He’s charging the defense $400 per hour for testimony, $300 per hour for reviewing medical records and $175 per hour for travel, Wigren said. He agreed when Rieg calculated that adds up to more than $6 a minute.
Rieg tediously quizzed Wigren about his curriculum vitae dating back years, including titles of presentations he attended, talks he had given to community groups and particulars of a number of specific criminal cases in which he had testified.
In a somewhat confrontational exchange that followed — with Morrison objecting intermittently — Rieg asked questions the doctor repeatedly said he could not answer without consulting documents, and the doctor repeatedly corrected Rieg’s pronunciation of anatomical terms and said he could not understand her questions.
At one point, the judge paused to ask Buchhorn’s defense attorneys, who were whispering during testimony, if they needed a break to consult.
“We just were unprepared for this type of cross-examination,” Veronica Dersch said, and the judge called a 5 minute recess.
Autopsy video played in court
Earlier Monday, the defense played a video of the autopsy on Oliver’s body, filmed with the body camera of a Eudora police officer who viewed the procedure, along with a Eudora police detective.
The video was later altered to blur the child’s body for purposes of playing it in court. Also for sensitivity, brief segments were muted.
“Somebody isn’t telling us something,” then-Douglas County coroner Erik Mitchell says as he discovers and explores the skull fracture and related internal bruising, which were not visible until he cut into the body.
The force needed to create that injury, in the area of the brainstem, would have quickly rendered the baby unresponsive, Mitchell had testified in person on Friday, when called as a witness by the state.
But Buchhorn (in police interviews played for the jury), day care owner Gina Brunton, Oliver’s parents and numerous first responders all said last week that they didn’t see and don’t know who or what hurt Oliver.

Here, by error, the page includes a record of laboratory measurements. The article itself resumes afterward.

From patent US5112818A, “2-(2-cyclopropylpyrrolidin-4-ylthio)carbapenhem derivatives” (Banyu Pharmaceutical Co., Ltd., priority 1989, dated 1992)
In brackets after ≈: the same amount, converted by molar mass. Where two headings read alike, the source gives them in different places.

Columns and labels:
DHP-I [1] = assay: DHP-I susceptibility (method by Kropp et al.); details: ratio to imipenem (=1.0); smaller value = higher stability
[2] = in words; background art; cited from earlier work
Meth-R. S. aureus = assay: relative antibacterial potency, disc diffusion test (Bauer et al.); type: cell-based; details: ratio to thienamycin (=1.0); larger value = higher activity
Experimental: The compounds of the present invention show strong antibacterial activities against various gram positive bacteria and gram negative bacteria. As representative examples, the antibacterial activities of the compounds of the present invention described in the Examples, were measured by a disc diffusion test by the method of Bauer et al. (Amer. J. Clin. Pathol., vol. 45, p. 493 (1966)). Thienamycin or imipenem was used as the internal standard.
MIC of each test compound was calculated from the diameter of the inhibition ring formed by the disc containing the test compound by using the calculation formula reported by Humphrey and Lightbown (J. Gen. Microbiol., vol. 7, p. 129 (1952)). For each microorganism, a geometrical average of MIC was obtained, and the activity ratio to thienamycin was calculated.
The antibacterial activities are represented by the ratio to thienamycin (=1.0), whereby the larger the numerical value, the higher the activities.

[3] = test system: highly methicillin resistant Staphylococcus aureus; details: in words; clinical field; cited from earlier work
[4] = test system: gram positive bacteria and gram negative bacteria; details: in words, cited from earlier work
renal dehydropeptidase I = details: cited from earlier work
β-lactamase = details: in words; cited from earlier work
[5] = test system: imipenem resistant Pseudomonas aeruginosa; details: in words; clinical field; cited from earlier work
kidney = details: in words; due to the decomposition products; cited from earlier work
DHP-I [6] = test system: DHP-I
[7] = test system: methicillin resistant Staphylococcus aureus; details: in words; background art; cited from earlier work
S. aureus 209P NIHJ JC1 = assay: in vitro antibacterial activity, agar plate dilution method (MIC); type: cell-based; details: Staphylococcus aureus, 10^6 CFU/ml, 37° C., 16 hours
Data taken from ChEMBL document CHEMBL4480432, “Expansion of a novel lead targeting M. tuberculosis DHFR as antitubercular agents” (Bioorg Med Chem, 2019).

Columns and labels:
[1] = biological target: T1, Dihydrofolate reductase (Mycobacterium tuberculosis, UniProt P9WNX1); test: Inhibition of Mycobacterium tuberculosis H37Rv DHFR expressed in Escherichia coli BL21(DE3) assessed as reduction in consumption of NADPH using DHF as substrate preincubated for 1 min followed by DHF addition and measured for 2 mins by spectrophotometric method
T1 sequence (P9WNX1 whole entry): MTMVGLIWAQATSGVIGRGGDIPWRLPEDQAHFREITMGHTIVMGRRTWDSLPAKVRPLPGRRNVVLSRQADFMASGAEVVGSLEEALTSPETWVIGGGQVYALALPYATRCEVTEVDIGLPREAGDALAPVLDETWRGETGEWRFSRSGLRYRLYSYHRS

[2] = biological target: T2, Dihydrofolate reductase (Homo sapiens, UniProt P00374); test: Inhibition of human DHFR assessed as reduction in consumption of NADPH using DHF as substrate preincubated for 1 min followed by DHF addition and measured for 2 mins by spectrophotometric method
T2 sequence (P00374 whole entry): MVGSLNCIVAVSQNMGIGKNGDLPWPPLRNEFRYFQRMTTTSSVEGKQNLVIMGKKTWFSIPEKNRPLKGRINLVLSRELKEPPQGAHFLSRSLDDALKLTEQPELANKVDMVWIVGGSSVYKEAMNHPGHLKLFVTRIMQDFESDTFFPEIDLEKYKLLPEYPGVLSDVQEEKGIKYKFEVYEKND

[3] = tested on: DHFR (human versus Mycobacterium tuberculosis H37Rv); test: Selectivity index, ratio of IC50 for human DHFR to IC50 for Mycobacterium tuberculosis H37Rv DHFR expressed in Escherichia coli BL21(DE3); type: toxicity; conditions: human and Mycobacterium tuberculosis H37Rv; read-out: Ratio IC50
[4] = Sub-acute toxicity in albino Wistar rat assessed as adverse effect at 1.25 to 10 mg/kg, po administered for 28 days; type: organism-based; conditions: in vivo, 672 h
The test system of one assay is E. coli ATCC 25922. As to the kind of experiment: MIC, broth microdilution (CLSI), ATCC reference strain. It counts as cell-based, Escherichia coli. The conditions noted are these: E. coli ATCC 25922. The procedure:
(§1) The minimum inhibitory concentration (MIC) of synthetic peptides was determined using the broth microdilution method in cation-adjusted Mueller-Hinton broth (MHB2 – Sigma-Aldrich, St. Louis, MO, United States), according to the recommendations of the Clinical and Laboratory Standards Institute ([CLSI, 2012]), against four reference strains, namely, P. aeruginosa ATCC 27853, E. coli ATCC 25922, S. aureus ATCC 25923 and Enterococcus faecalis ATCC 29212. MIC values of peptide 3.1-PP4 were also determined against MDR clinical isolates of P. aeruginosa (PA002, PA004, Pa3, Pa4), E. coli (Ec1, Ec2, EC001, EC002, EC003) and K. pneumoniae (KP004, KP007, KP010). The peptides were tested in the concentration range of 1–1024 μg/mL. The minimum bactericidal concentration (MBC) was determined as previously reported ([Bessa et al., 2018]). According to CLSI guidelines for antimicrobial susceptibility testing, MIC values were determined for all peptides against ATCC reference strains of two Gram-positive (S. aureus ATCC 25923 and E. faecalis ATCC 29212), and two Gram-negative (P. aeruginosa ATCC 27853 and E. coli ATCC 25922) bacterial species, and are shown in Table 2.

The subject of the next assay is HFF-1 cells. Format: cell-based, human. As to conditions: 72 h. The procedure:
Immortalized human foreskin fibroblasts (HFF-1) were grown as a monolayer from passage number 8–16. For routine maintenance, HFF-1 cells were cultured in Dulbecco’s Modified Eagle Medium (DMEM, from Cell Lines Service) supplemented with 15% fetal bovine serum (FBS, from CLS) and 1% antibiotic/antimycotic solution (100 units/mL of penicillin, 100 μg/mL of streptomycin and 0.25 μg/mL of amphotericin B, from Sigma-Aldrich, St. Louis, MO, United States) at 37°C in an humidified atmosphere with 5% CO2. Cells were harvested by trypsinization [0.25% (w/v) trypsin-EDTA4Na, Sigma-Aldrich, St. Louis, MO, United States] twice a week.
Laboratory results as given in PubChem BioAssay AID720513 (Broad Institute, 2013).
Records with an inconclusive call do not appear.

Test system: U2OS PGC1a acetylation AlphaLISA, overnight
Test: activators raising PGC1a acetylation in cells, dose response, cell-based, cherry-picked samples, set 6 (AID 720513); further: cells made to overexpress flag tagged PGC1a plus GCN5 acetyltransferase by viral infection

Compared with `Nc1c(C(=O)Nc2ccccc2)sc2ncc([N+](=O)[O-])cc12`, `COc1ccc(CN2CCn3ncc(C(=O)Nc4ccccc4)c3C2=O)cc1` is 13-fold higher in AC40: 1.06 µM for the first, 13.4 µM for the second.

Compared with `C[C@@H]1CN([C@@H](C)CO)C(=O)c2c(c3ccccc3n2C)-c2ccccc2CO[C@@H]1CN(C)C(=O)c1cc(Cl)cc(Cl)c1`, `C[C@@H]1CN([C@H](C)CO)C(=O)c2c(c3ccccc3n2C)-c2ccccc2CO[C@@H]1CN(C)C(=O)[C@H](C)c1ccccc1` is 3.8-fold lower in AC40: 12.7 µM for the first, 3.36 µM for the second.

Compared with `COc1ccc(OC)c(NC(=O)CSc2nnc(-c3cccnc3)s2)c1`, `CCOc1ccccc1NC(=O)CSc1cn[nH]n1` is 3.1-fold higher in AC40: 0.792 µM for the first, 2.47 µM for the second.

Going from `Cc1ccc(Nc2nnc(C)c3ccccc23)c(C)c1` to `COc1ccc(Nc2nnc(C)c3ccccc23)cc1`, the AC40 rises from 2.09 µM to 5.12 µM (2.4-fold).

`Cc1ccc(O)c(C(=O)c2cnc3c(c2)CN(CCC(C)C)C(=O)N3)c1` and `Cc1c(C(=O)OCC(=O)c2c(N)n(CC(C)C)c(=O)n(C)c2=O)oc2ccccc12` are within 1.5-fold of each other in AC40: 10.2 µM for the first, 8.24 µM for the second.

As the examination unfolds, the officers ask questions about possible explanations for Oliver’s injuries. Mitchell shares a number of them — including the possibility that injuries could have been caused by “a drop” — but refutes much of that speculation as he gets deeper into the examination.
Mitchell also says, “Kids get broken skulls fairly often” and do survive them, and sometimes injuries progress slowly before symptoms are seen.
In Oliver’s case, however, Mitchell says the injuries reflect a significant hit that would have rendered him unresponsive quickly.
“Something happened that was bad,” Mitchell said. “Somebody should have provided care earlier than they did.”
photo by: Mike Yoder
Fellow mother testifies to day care’s reputation
The defense’s first witness Monday morning was a Eudora mother of five who said that both Buchhorn and her boss had an “outstanding” reputation for child care in town.
Erica Lynne Ganson had one child, a toddler, at Sunshine Kids with Oliver.
She said that, in the weeks leading up to Oliver’s death, many kids had been sick with colds and ear infections.
She said Buchhorn and the day care owner, Brunton, had chatted with her about this during morning drop-off and also mentioned that they thought something was wrong with Oliver. They told her they had called his parents, who had taken him to the doctor, she testified.
Ganson said she recalled Oliver crying in the mornings in the weeks prior to his death, and she described it as a “hurt cry.”
Upon cross-examination by Rieg, Ganson said the cry was not unusual for a baby with an earache or who was teething, both common conditions for a 9-month-old.
• March 21, 2017 — Investigation into death of infant at Eudora daycare nearing completion